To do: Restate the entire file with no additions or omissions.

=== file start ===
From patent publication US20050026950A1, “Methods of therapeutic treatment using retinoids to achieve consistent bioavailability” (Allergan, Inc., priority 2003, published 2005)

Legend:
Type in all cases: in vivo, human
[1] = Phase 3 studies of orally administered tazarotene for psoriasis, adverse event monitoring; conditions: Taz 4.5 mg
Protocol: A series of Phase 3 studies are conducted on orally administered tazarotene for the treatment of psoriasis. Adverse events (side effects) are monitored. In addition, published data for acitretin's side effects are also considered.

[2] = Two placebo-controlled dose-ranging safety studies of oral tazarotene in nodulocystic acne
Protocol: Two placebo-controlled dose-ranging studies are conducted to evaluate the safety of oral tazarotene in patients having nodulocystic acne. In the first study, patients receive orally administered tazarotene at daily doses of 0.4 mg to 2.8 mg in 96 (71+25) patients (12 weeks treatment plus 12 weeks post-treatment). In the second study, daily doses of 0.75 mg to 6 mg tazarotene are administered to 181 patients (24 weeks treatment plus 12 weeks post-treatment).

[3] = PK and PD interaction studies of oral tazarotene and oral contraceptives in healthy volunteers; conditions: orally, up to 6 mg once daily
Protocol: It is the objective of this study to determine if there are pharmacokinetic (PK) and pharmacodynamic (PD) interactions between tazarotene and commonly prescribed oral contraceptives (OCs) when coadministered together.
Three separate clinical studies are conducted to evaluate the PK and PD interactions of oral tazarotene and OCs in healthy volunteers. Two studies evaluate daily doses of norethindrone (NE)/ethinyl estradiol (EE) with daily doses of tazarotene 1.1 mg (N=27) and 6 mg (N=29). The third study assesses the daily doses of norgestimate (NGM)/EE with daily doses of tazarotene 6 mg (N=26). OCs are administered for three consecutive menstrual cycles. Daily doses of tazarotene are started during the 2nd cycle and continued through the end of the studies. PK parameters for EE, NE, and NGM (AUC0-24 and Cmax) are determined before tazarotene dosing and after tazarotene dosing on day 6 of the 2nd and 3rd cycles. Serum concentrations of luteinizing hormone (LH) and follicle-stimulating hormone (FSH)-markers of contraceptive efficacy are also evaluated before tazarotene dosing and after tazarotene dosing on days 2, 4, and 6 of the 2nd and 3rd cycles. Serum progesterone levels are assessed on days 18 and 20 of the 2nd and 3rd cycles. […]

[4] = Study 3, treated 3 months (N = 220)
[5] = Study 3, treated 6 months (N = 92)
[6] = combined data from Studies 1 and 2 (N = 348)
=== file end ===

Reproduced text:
From patent publication US20050026950A1, “Methods of therapeutic treatment using retinoids to achieve consistent bioavailability” (Allergan, Inc., priority 2003, published 2005)

Legend:
Type in all cases: in vivo, human
[1] = Phase 3 studies of orally administered tazarotene for psoriasis, adverse event monitoring; conditions: Taz 4.5 mg
Protocol: A series of Phase 3 studies are conducted on orally administered tazarotene for the treatment of psoriasis. Adverse events (side effects) are monitored. In addition, published data for acitretin's side effects are also considered.

[2] = Two placebo-controlled dose-ranging safety studies of oral tazarotene in nodulocystic acne
Protocol: Two placebo-controlled dose-ranging studies are conducted to evaluate the safety of oral tazarotene in patients having nodulocystic acne. In the first study, patients receive orally administered tazarotene at daily doses of 0.4 mg to 2.8 mg in 96 (71+25) patients (12 weeks treatment plus 12 weeks post-treatment). In the second study, daily doses of 0.75 mg to 6 mg tazarotene are administered to 181 patients (24 weeks treatment plus 12 weeks post-treatment).

[3] = PK and PD interaction studies of oral tazarotene and oral contraceptives in healthy volunteers; conditions: orally, up to 6 mg once daily
Protocol: It is the objective of this study to determine if there are pharmacokinetic (PK) and pharmacodynamic (PD) interactions between tazarotene and commonly prescribed oral contraceptives (OCs) when coadministered together.
Three separate clinical studies are conducted to evaluate the PK and PD interactions of oral tazarotene and OCs in healthy volunteers. Two studies evaluate daily doses of norethindrone (NE)/ethinyl estradiol (EE) with daily doses of tazarotene 1.1 mg (N=27) and 6 mg (N=29). The third study assesses the daily doses of norgestimate (NGM)/EE with daily doses of tazarotene 6 mg (N=26). OCs are administered for three consecutive menstrual cycles. Daily doses of tazarotene are started during the 2nd cycle and continued through the end of the studies. PK parameters for EE, NE, and NGM (AUC0-24 and Cmax) are determined before tazarotene dosing and after tazarotene dosing on day 6 of the 2nd and 3rd cycles. Serum concentrations of luteinizing hormone (LH) and follicle-stimulating hormone (FSH)-markers of contraceptive efficacy are also evaluated before tazarotene dosing and after tazarotene dosing on days 2, 4, and 6 of the 2nd and 3rd cycles. Serum progesterone levels are assessed on days 18 and 20 of the 2nd and 3rd cycles. […]

[4] = Study 3, treated 3 months (N = 220)
[5] = Study 3, treated 6 months (N = 92)
[6] = combined data from Studies 1 and 2 (N = 348)